Michael Carrick’s goal against Queens Park Rangers on Sunday was 70 games coming; two long years since the Geordie midfielder had last struck for Manchester United in any competition. In that time, for all Carrick’s understated excellence, the midfielder has struggled both to maintain the form of pre-2008 and a place in Sir Alex Ferguson’s team. Indeed, such was the former Tottenham Hotspur man’s perceived slump that many United supporters had called time on the 30-year-old’s career. No longer, with Carrick demonstrating his renewed value to the cause over the past two months.
Excellent once again in United’s 2-0 win at Loftus Road, Carrick not only scored United’s vital second, but demonstrated the kind of dynamic drive that many believed he had lost. The goal may have been rare, but the performance wasn’t a one-off either – Carrick excelled against Wolverhampton Wanderers last weekend. Ditto in the Reds’ win at Aston Villa, and in many of United’s matches post defeat to Manchester City in October.
Indeed, in the absence of so many central midfielders – Tom Cleverley, Anderson, Darren Fletcher, even Darron Gibson – Carrick’s reassuring presence has been vital to the club’s resurgence, domestically at least, over the past two months. But few supporters, even the most ardent Carrick supporters, would have predicted the midfielder’s mazy run and calm finish in west London on Sunday.
“The last time I scored a goal from inside my own half was probably when I was playing under-12s!” said Carrick.
“It just seemed to open up for me and I kept on going and going and thought: ‘Why not?’. It was great to see it go in. We had so many chances in the game, so many opportunities to get a shot on target… I was starting to wonder if it was going to be one of those days. So I was delighted to see it go in, though, even if the run seemed to take forever.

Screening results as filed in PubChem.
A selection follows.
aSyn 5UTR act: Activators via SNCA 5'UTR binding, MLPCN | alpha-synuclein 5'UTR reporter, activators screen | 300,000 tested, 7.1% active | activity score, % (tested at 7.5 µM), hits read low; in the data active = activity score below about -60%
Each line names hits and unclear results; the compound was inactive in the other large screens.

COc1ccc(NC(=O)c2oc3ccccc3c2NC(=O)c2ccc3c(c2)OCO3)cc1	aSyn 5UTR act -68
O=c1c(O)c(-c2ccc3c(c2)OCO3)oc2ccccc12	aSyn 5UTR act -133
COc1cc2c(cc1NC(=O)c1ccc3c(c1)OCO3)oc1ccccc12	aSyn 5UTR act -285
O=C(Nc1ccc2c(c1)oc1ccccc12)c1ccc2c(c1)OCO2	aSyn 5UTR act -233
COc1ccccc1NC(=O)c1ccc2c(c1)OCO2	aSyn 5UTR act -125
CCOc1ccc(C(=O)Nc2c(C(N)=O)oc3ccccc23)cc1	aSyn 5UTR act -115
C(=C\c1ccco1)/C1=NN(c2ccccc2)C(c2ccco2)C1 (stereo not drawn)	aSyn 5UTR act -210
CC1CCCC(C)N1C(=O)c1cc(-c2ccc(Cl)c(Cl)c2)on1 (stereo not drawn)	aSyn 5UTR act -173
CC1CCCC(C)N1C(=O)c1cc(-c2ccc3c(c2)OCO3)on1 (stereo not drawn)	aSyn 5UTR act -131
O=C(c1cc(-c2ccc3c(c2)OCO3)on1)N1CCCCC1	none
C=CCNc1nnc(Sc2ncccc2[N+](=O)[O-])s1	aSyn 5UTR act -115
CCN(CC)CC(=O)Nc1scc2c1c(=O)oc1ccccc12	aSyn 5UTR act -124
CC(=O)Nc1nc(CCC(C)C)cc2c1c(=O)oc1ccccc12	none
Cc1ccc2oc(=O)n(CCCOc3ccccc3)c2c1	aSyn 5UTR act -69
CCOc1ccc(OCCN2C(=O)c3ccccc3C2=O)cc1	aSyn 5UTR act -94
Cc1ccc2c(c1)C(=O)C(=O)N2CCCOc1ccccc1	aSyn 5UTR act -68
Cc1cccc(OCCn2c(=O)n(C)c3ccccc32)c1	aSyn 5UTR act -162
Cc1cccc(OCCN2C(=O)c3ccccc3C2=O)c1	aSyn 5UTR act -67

“We were definitely a bit disappointed [at half-time]. We created a lot of chances but the final ball just didn’t go our way. We were wary because we knew the game was still on a knife-edge. In those situations all it takes is one goal and the game changes. That’s why it was crucial to score a second goal. Even after that we had chances to score more. Hopefully we can add that to our game and score a few more in the future.”
Carrick has always excelled at rotating possession, easing United from defence into attack, and the player has offered far more protection to United’s back-four than he is given credit for. But the Geordie’s lack of dynamism, and his perceived passivity, has held the player back, both at United and for England. The player’s performance in two Champions League final defeats to Barcelona was so underwhelming that it genuinely shocked.
Moreover, it is a truism that Carrick has never completed a 30 game Premier League season, and only once started more than 40 games for the club in all competitions over a campaign. It is not enough for a player who is fit more often than not; a player whose talents have not always come to the fore.
The question now is not whether Carrick can become the player so many United fans miss in Roy Keane, but the performer the side has rarely seen for two years. After all, Carrick, now into his 30s, isn’t going to become the Irish midfielder overnight, and for that many fans will never come to lionise the £16 million player. But he could, if this form holds, once again form a central plank of United’s campaign for a 20th domestic title this season.
“When Michael Carrick scored that second goal I think that put it to bed,” said Ferguson of the midfielder’s run and shot against QPR. “He’s supposed to sit in the middle of the pitch. I’ll maybe have to fine him! But he’s right bang on form, Michael, he’s been terrific in the last few weeks and we’re pleased with that.”
Alongside Phil Jones in midfield, Carrick has been given additional freedom to break forward, using his attacking as well as those defensive skills. Meanwhile Jones, criticised by Keane for a lack of focus after United’s 2-1 loss to FC Basel in the Champions League a fortnight ago, has added energy to the centre of the park in Fletcher’s prolonged absence, even if the pairing is not nearly as creative as many supporters would like.
“Phil is only 19 years of age but he’s got tremendous potential and he has great energy,” added Ferguson of the £16 million capture from Blackburn Rovers.
“You saw today, he’s up and down the pitch making fantastic runs through the middle, he could have scored two or three today. He hit the post, the goalkeeper made a good save, his energy is really important to the team at the minute.”
Jones will eventually move back into defence this season, and the natural central defender’s occasional lack of positional sense in midfield will be more sorely tested than against Wolves and QPR. Each is genuinely in a relegation dog-fight. After all, Jones’ least impressive performance of the season came, arguably, in central midfield against Liverpool earlier this season.
In the meantime the Preston-born player is providing an excellent foil to Carrick, whose personal renaissance is well underway. The question is: will it last?